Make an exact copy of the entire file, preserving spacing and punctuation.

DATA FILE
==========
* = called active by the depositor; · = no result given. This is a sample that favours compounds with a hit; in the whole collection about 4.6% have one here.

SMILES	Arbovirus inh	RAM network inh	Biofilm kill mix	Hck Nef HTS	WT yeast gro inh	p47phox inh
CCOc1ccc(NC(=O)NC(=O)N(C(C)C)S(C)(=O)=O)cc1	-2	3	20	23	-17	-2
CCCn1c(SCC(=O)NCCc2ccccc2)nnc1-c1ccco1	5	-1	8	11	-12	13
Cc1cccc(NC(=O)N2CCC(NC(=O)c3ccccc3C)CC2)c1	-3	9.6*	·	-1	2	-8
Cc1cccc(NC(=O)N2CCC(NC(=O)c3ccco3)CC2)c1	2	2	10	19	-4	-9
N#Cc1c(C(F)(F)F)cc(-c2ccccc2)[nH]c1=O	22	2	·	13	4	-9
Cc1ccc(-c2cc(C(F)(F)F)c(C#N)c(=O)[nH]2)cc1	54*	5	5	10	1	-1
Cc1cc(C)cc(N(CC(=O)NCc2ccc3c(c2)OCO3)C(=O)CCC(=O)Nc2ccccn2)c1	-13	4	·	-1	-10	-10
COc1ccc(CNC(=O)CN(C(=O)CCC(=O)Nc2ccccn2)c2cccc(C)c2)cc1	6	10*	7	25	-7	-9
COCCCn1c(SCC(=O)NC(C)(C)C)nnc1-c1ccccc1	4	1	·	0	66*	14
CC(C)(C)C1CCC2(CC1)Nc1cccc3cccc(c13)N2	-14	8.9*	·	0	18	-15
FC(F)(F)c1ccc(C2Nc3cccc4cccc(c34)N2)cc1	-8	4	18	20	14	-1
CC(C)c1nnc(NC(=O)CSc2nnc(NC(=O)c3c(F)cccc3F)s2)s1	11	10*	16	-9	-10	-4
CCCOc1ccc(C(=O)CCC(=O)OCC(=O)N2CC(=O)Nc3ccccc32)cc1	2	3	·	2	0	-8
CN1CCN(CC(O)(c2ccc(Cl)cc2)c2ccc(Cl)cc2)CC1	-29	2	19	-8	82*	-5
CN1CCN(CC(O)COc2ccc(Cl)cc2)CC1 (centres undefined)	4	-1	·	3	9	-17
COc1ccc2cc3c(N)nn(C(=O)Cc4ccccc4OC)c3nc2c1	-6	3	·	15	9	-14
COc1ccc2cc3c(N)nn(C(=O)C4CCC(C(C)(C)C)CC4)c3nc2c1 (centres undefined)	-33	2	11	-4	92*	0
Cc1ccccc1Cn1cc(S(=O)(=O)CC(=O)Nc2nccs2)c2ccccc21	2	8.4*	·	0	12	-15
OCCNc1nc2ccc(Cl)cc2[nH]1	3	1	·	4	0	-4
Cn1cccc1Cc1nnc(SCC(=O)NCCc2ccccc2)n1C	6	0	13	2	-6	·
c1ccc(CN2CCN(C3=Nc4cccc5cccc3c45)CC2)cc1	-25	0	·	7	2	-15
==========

* = called active by the depositor; · = no result given. This is a sample that favours compounds with a hit; in the whole collection about 4.6% have one here.

SMILES	Arbovirus inh	RAM network inh	Biofilm kill mix	Hck Nef HTS	WT yeast gro inh	p47phox inh
CCOc1ccc(NC(=O)NC(=O)N(C(C)C)S(C)(=O)=O)cc1	-2	3	20	23	-17	-2
CCCn1c(SCC(=O)NCCc2ccccc2)nnc1-c1ccco1	5	-1	8	11	-12	13
Cc1cccc(NC(=O)N2CCC(NC(=O)c3ccccc3C)CC2)c1	-3	9.6*	·	-1	2	-8
Cc1cccc(NC(=O)N2CCC(NC(=O)c3ccco3)CC2)c1	2	2	10	19	-4	-9
N#Cc1c(C(F)(F)F)cc(-c2ccccc2)[nH]c1=O	22	2	·	13	4	-9
Cc1ccc(-c2cc(C(F)(F)F)c(C#N)c(=O)[nH]2)cc1	54*	5	5	10	1	-1
Cc1cc(C)cc(N(CC(=O)NCc2ccc3c(c2)OCO3)C(=O)CCC(=O)Nc2ccccn2)c1	-13	4	·	-1	-10	-10
COc1ccc(CNC(=O)CN(C(=O)CCC(=O)Nc2ccccn2)c2cccc(C)c2)cc1	6	10*	7	25	-7	-9
COCCCn1c(SCC(=O)NC(C)(C)C)nnc1-c1ccccc1	4	1	·	0	66*	14
CC(C)(C)C1CCC2(CC1)Nc1cccc3cccc(c13)N2	-14	8.9*	·	0	18	-15
FC(F)(F)c1ccc(C2Nc3cccc4cccc(c34)N2)cc1	-8	4	18	20	14	-1
CC(C)c1nnc(NC(=O)CSc2nnc(NC(=O)c3c(F)cccc3F)s2)s1	11	10*	16	-9	-10	-4
CCCOc1ccc(C(=O)CCC(=O)OCC(=O)N2CC(=O)Nc3ccccc32)cc1	2	3	·	2	0	-8
CN1CCN(CC(O)(c2ccc(Cl)cc2)c2ccc(Cl)cc2)CC1	-29	2	19	-8	82*	-5
CN1CCN(CC(O)COc2ccc(Cl)cc2)CC1 (centres undefined)	4	-1	·	3	9	-17
COc1ccc2cc3c(N)nn(C(=O)Cc4ccccc4OC)c3nc2c1	-6	3	·	15	9	-14
COc1ccc2cc3c(N)nn(C(=O)C4CCC(C(C)(C)C)CC4)c3nc2c1 (centres undefined)	-33	2	11	-4	92*	0
Cc1ccccc1Cn1cc(S(=O)(=O)CC(=O)Nc2nccs2)c2ccccc21	2	8.4*	·	0	12	-15
OCCNc1nc2ccc(Cl)cc2[nH]1	3	1	·	4	0	-4
Cn1cccc1Cc1nnc(SCC(=O)NCCc2ccccc2)n1C	6	0	13	2	-6	·
c1ccc(CN2CCN(C3=Nc4cccc5cccc3c45)CC2)cc1	-25	0	·	7	2	-15